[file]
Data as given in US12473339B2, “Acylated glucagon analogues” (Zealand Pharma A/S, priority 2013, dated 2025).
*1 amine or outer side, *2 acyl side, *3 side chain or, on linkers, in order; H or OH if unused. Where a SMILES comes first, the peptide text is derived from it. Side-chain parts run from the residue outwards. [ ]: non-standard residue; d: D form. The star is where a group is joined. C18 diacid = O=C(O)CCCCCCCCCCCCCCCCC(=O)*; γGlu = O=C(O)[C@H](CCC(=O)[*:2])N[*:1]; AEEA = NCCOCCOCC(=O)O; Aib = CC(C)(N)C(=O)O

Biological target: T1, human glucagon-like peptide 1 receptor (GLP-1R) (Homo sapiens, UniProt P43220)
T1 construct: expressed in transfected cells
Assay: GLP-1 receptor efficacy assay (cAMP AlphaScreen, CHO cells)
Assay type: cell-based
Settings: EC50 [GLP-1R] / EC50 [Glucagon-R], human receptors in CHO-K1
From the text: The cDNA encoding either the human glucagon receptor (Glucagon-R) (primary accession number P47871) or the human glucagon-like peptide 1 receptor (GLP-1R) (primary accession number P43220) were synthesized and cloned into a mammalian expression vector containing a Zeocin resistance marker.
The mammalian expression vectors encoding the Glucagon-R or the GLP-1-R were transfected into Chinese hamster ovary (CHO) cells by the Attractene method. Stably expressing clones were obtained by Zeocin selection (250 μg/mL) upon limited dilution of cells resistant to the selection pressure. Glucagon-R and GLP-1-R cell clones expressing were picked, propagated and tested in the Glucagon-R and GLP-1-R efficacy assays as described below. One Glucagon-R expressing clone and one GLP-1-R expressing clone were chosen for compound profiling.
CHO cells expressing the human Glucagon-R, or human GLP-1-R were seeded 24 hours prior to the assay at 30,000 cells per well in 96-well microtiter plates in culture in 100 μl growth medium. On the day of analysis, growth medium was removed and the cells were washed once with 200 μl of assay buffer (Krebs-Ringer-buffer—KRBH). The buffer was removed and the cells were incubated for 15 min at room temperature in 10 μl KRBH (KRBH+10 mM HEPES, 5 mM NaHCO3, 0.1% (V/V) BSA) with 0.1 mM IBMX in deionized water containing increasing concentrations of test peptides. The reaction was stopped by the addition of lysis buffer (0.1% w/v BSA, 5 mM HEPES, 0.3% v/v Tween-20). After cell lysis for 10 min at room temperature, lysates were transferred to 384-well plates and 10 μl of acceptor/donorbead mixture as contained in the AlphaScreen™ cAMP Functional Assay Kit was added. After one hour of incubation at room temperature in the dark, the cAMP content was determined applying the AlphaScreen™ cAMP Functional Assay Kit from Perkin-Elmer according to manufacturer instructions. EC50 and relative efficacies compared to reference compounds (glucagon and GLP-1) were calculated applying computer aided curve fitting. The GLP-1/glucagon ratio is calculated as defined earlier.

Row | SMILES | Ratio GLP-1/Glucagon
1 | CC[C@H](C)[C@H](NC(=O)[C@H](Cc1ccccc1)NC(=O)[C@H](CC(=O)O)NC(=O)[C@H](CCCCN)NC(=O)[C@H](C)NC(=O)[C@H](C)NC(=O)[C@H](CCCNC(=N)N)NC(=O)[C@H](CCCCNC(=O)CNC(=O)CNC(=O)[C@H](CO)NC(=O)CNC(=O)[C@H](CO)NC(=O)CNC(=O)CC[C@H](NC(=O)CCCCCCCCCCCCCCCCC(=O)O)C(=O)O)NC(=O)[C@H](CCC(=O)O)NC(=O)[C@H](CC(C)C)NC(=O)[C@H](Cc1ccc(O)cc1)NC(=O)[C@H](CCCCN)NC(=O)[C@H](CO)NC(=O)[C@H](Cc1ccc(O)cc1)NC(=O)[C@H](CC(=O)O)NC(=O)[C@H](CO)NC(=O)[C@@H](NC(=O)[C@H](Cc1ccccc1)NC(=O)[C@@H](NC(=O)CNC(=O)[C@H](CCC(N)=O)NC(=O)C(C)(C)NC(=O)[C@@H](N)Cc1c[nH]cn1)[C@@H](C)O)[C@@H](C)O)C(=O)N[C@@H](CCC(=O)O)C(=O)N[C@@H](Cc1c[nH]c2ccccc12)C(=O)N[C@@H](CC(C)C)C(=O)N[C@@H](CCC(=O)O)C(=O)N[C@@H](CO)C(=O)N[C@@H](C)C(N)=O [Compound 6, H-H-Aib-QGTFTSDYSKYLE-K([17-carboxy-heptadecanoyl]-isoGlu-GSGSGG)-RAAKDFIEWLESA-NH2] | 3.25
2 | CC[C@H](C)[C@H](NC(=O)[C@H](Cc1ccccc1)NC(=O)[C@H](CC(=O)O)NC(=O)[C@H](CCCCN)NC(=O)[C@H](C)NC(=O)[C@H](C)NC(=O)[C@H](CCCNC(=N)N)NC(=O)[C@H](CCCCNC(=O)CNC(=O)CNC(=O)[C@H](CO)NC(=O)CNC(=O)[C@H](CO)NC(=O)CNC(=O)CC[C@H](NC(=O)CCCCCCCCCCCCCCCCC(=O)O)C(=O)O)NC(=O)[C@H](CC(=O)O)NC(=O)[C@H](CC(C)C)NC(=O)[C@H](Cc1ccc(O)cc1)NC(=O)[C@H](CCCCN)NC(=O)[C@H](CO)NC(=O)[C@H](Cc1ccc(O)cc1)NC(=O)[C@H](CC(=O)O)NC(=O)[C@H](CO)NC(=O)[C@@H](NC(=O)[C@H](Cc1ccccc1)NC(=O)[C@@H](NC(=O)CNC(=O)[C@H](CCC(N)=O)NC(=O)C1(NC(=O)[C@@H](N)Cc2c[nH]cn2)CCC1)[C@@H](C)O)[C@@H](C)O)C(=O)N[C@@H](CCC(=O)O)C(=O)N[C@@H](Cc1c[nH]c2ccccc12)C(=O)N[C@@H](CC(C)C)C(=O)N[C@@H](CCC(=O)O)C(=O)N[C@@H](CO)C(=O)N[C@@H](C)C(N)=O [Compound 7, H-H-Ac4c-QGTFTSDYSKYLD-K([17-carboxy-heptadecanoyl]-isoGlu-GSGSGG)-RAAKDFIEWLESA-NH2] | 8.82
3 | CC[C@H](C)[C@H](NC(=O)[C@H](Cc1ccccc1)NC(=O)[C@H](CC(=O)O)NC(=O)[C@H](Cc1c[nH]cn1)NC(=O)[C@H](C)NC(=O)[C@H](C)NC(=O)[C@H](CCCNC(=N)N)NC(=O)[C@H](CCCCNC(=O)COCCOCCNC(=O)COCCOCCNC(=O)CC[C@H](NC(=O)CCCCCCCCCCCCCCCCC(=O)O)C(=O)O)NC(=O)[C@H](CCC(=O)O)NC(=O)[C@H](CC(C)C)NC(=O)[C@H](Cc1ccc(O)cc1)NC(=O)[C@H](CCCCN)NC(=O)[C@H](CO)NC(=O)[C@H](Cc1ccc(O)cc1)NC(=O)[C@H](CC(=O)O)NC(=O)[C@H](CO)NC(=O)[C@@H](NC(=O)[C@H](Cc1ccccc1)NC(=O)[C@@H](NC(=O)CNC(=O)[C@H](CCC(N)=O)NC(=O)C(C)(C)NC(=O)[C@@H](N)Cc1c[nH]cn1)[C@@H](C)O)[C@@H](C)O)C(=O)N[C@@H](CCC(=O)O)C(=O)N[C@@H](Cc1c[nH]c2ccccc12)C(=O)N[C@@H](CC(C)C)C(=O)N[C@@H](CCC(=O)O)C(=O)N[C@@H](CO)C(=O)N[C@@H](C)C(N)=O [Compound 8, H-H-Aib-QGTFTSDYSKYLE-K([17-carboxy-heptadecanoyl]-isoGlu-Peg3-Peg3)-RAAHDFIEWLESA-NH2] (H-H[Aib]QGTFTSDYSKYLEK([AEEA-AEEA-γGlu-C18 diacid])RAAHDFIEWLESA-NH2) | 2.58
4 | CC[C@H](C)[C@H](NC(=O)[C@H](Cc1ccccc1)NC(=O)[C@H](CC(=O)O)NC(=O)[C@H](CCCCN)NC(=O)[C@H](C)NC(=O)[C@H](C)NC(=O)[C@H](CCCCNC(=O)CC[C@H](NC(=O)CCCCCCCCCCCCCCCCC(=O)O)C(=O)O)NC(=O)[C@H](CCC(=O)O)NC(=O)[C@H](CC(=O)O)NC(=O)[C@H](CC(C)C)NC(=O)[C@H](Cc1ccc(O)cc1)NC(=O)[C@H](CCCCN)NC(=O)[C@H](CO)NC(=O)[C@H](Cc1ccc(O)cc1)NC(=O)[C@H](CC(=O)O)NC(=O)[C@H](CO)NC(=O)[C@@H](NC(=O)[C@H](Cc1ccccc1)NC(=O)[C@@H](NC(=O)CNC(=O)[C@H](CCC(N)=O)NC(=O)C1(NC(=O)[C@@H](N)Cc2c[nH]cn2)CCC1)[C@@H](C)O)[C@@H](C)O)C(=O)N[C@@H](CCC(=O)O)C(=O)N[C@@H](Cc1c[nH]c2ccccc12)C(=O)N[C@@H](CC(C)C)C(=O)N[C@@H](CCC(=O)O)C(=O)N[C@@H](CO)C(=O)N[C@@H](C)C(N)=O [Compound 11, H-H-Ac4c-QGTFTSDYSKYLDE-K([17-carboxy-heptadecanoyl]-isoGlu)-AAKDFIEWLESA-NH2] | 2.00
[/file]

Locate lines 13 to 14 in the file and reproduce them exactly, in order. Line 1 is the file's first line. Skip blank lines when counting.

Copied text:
2 | CC[C@H](C)[C@H](NC(=O)[C@H](Cc1ccccc1)NC(=O)[C@H](CC(=O)O)NC(=O)[C@H](CCCCN)NC(=O)[C@H](C)NC(=O)[C@H](C)NC(=O)[C@H](CCCNC(=N)N)NC(=O)[C@H](CCCCNC(=O)CNC(=O)CNC(=O)[C@H](CO)NC(=O)CNC(=O)[C@H](CO)NC(=O)CNC(=O)CC[C@H](NC(=O)CCCCCCCCCCCCCCCCC(=O)O)C(=O)O)NC(=O)[C@H](CC(=O)O)NC(=O)[C@H](CC(C)C)NC(=O)[C@H](Cc1ccc(O)cc1)NC(=O)[C@H](CCCCN)NC(=O)[C@H](CO)NC(=O)[C@H](Cc1ccc(O)cc1)NC(=O)[C@H](CC(=O)O)NC(=O)[C@H](CO)NC(=O)[C@@H](NC(=O)[C@H](Cc1ccccc1)NC(=O)[C@@H](NC(=O)CNC(=O)[C@H](CCC(N)=O)NC(=O)C1(NC(=O)[C@@H](N)Cc2c[nH]cn2)CCC1)[C@@H](C)O)[C@@H](C)O)C(=O)N[C@@H](CCC(=O)O)C(=O)N[C@@H](Cc1c[nH]c2ccccc12)C(=O)N[C@@H](CC(C)C)C(=O)N[C@@H](CCC(=O)O)C(=O)N[C@@H](CO)C(=O)N[C@@H](C)C(N)=O [Compound 7, H-H-Ac4c-QGTFTSDYSKYLD-K([17-carboxy-heptadecanoyl]-isoGlu-GSGSGG)-RAAKDFIEWLESA-NH2] | 8.82
3 | CC[C@H](C)[C@H](NC(=O)[C@H](Cc1ccccc1)NC(=O)[C@H](CC(=O)O)NC(=O)[C@H](Cc1c[nH]cn1)NC(=O)[C@H](C)NC(=O)[C@H](C)NC(=O)[C@H](CCCNC(=N)N)NC(=O)[C@H](CCCCNC(=O)COCCOCCNC(=O)COCCOCCNC(=O)CC[C@H](NC(=O)CCCCCCCCCCCCCCCCC(=O)O)C(=O)O)NC(=O)[C@H](CCC(=O)O)NC(=O)[C@H](CC(C)C)NC(=O)[C@H](Cc1ccc(O)cc1)NC(=O)[C@H](CCCCN)NC(=O)[C@H](CO)NC(=O)[C@H](Cc1ccc(O)cc1)NC(=O)[C@H](CC(=O)O)NC(=O)[C@H](CO)NC(=O)[C@@H](NC(=O)[C@H](Cc1ccccc1)NC(=O)[C@@H](NC(=O)CNC(=O)[C@H](CCC(N)=O)NC(=O)C(C)(C)NC(=O)[C@@H](N)Cc1c[nH]cn1)[C@@H](C)O)[C@@H](C)O)C(=O)N[C@@H](CCC(=O)O)C(=O)N[C@@H](Cc1c[nH]c2ccccc12)C(=O)N[C@@H](CC(C)C)C(=O)N[C@@H](CCC(=O)O)C(=O)N[C@@H](CO)C(=O)N[C@@H](C)C(N)=O [Compound 8, H-H-Aib-QGTFTSDYSKYLE-K([17-carboxy-heptadecanoyl]-isoGlu-Peg3-Peg3)-RAAHDFIEWLESA-NH2] (H-H[Aib]QGTFTSDYSKYLEK([AEEA-AEEA-γGlu-C18 diacid])RAAHDFIEWLESA-NH2) | 2.58